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Pilsen Area Soil Site Assessment

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  • Chicago, IL (Cook County)

Contact Information

Community Involvement Coordinator
Heriberto León (leon.heriberto@epa.gov)
312-886-6163 or 800-621-8431, ext. 66163 between 8:30 a.m. and 4:30 p.m.

On-Scene Coordiantor
Ramon Mendoza
312-886-4314 or 800-621-8431, ext. 64314

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EPA is conducting an investigation into lead contamination in Chicago's Pilsen neighborhood.  There are many potential sources of lead in soil, including industrial air emissions, lead-based paint, past emissions from the use of leaded gasoline, lead solder, car batteries and some types of pesticides. EPA has not yet determined the specific sources of the Pilsen-area lead contamination.

As part of its investigation, EPA first collected soil samples from the alley behind an active smelting facility in December 2012. The alley runs east to west between Loomis and Throop Streets, just north of West Cermak Road (see map in the photo gallery). The alley is about 600 feet long and 15 feet wide and is roughly paved over a third of its length from the east side.

Laboratory analysis found elevated levels of lead. Soil close to the surface was found to have lead levels as high as 6,600 parts per million (ppm) with an average of 2,748 ppm. Soil from below the surface (between 6 and 24 inches deep) had lead levels as high as 9,300 ppm with an average of 4,736 ppm. More detailed information is available in this report and presentation. (PDF) (17 pp, 2.3MB).

EPA is working with the City of Chicago and local environmental organizations to ensure that the public is informed and involved to the maximum extent possible. EPA recommends that residents maintain and/or cover any exposed soil on their property with grass, mulch, gravel, or pavement to keep from coming into direct contact with lead-contaminated soil.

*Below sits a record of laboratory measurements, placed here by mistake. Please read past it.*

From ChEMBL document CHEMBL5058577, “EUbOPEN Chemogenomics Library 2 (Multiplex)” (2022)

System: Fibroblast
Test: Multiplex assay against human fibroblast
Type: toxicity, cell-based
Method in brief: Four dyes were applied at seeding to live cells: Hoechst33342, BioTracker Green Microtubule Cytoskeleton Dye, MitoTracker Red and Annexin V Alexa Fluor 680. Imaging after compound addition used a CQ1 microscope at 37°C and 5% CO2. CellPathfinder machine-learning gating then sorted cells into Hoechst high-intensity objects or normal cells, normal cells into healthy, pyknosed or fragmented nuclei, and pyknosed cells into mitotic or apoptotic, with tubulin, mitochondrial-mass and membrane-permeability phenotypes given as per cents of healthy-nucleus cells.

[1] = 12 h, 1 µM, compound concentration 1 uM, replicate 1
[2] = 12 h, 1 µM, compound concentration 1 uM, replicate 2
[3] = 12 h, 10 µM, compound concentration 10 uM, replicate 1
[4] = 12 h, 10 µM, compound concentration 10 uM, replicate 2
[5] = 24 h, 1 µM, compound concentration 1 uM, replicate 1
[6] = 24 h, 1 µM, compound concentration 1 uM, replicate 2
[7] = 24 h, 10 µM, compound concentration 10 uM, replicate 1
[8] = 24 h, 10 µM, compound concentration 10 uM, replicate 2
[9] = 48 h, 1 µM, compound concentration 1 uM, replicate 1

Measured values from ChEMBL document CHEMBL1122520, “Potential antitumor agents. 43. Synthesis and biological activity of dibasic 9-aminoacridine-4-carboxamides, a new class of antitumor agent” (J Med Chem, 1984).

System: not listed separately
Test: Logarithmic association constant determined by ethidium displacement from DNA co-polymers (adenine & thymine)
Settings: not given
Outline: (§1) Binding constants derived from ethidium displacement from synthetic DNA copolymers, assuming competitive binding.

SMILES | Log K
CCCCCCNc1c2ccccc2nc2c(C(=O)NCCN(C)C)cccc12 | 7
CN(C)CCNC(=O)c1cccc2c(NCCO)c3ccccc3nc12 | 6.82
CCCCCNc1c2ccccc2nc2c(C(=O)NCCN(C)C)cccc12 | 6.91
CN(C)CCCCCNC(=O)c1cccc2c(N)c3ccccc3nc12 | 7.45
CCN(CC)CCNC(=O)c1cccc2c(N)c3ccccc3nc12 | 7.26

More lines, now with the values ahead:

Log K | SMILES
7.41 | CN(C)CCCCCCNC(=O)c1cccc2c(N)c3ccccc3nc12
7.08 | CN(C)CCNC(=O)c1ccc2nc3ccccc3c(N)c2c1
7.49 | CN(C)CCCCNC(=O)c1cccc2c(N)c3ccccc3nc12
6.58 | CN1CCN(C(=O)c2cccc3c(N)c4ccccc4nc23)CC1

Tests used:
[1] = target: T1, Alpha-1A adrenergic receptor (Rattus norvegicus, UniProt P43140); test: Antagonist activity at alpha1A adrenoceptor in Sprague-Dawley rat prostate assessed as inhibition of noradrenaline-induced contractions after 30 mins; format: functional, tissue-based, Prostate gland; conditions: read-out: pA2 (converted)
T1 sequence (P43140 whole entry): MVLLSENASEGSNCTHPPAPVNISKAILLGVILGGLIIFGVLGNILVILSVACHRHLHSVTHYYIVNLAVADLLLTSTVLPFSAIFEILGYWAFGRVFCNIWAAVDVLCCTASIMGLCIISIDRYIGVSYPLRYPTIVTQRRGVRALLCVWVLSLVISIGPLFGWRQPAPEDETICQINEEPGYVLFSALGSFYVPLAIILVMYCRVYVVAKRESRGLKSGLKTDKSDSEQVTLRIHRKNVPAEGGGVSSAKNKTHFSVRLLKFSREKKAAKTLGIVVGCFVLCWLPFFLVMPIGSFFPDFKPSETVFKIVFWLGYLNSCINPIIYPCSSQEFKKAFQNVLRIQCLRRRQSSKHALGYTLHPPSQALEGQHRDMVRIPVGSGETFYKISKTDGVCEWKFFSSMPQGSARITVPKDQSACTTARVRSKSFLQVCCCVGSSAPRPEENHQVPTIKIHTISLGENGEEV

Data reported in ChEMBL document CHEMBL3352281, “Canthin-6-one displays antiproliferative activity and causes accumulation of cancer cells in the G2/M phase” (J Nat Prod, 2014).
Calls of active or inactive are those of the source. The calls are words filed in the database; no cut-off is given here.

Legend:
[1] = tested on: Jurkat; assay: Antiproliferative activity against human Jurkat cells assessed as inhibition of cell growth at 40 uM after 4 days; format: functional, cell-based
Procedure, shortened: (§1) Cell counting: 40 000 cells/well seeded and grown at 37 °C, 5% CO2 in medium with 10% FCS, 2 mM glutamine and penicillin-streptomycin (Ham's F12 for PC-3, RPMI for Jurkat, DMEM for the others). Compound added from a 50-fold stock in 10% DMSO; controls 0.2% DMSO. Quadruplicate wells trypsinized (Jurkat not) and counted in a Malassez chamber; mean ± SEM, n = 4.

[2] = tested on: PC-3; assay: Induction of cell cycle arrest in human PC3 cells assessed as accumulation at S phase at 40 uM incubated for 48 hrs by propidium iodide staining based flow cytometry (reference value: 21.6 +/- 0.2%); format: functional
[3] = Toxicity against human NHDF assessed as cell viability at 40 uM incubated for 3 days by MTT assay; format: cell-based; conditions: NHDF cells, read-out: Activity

Here is more information about lead:

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You will need the free Adobe Reader to view some of the files on this page. See EPA's PDF page to learn more.

March 2014 Status Update

EPA completed four rounds of soil sampling in a number of residential yards and other properties throughout the Pilsen neighborhood in 2013.  EPA expects to complete its analysis of all the non-residential soil samples in the spring and the rest in the fall of  2014.

Soil samples along the Burlington Northern Santa Fe (BNSF)-owned railroad spur near South Loomis Street between 21st Street and Cermak Road show high levels of copper, lead and zinc. EPA is working with BNSF to prevent public access to the area and determine the next steps needed to address contamination along the spur.

The complete validated results for the railroad spur area are here, Validated Data Results (PDF) (26pp 720K)

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